The Ferrari 308 GTS was immortalized in the 1980s thanks to its appearance in the wildly popular series, Magnum P.I. In 1987, an owner of this now iconic Ferrari had their Italian supercar sitting in a consignment lot in Orange County. However, it didn’t stay there for very long.
According to The Daily Mail, the stolen supercar vanished for 30 years. However, authorities found it in LA as the car made its way to Poland. Once officials got a look at the odometer, they realized the car had covered over 45,000 miles since its disappearance.
How does a Ferrari 308 GTS get stolen?
Since the Ferrari 308 GTS owner had their car in a consignment lot, they had no idea the car got stolen in the first place. The incident took place in 1987, and the car seemingly vanished overnight. As you might imagine, the owner had the car fully insured. As a result, the insurance company paid the owner, and they carried on without a problem.
However, once the Ferrari 308 GTS vanished, the trail went cold, and everyone seemingly moved on. Weirdly enough, the car was reportedly hiding in plain sight. According to The Daily Mail, the stolen car was a 1981 model. However, the car thieves replaced the car’s VIN with that of a 1982 model. Once this transformation was complete, it was almost impossible to tell that this particular Ferrari was a stolen car.
After 30 years in hiding, the thieves decided to ship the Ferrari 308 GTS overseas to Poland. Fortunately, they committed one fatal flaw that alerted the authorities.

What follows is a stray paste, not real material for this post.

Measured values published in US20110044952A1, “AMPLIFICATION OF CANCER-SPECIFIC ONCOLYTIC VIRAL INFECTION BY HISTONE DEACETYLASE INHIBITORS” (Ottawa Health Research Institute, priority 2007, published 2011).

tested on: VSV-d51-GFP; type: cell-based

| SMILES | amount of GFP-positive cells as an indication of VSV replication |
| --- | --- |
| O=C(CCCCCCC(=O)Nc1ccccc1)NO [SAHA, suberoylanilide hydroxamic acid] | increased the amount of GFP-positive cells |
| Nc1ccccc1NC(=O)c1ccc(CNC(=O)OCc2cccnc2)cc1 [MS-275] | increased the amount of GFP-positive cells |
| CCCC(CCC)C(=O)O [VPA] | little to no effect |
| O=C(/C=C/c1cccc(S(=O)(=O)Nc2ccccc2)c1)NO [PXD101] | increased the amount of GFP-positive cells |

The Ferrari was going to Poland
As the stolen Ferrari 308 GTS made its way to the port of LA, authorities began looking over the falsified paperwork. The car thieves had paid to ship the car to Poland. However, as port officials looked at the VIN, they noticed an unusual mistake. The VIN came back to a 1982 car that had already been shipped out to Norway in 2005.
Once the officials discovered the major mistake, the Ferrari 308 GTS went to get a full inspection. The Daily Mail reports that someone from Ferrari’s factory in Italy aided officials in identifying the stolen car. However, police reportedly were never able to find and convict the person accused of attempting to ship the car off. As a result, there are no arrests as a result of this finding.
Additionally, the car didn’t make its way back to the original owner.
Who owns this car now?
Since the insurance company compensated the original owner of the Ferrari 308 GTS, this story doesn’t end with a happy reunion. Instead, the car, which now had an extra 45,000 miles on the clock, likely went to auction. Given the crazy history and high mileage, it is difficult to determine how much this car is worth currently. However, Hagerty estimates that a pristine example will cost you around $63,000.